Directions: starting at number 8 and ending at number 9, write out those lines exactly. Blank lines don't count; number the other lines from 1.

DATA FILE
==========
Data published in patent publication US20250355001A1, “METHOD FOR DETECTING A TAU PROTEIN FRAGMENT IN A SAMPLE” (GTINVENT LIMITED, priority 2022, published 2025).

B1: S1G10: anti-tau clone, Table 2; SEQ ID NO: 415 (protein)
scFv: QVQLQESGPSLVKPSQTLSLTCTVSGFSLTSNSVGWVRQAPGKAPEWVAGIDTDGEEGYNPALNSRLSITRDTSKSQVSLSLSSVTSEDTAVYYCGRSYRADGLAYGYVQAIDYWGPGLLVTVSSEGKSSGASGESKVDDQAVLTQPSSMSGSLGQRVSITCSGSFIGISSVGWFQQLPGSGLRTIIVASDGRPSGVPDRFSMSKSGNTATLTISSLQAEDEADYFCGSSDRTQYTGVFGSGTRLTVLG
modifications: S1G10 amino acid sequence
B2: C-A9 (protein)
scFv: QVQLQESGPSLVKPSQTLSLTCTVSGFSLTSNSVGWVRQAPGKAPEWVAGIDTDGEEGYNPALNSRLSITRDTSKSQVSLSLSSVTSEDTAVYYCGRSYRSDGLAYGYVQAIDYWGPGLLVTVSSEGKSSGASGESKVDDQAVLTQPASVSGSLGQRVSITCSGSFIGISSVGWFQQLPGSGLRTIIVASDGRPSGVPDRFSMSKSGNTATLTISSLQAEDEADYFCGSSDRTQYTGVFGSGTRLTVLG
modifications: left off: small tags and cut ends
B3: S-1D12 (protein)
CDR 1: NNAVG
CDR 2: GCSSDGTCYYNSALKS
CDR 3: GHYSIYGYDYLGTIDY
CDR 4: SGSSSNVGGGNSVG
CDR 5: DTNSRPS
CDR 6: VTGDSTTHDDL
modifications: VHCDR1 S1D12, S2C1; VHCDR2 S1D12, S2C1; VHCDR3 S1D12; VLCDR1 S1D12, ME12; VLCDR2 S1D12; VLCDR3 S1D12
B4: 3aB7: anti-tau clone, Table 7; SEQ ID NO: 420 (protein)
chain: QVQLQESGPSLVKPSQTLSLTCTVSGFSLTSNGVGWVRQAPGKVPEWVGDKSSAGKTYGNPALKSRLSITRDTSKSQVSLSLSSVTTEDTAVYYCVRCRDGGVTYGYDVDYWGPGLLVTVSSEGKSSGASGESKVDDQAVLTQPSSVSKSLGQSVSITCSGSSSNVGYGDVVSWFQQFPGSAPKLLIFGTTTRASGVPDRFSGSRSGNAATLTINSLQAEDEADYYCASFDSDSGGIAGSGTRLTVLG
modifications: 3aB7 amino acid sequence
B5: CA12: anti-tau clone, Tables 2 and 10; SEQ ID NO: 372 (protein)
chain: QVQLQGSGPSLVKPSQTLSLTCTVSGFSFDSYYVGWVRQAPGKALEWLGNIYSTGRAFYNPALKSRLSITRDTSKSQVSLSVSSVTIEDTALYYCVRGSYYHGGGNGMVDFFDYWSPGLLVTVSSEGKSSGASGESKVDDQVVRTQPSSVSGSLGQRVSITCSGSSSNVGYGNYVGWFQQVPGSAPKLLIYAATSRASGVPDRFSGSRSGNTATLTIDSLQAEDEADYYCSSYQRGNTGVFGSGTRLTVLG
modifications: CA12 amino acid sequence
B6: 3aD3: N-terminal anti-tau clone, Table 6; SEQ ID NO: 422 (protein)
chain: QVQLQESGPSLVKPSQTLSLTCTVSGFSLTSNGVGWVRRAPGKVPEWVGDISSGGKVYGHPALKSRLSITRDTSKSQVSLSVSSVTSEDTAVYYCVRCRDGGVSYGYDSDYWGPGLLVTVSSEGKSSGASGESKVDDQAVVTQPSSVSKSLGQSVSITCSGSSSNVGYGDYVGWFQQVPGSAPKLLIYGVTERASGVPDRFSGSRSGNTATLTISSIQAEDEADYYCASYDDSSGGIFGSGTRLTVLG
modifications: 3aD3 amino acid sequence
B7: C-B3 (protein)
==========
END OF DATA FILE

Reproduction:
B3: S-1D12 (protein)
CDR 1: NNAVG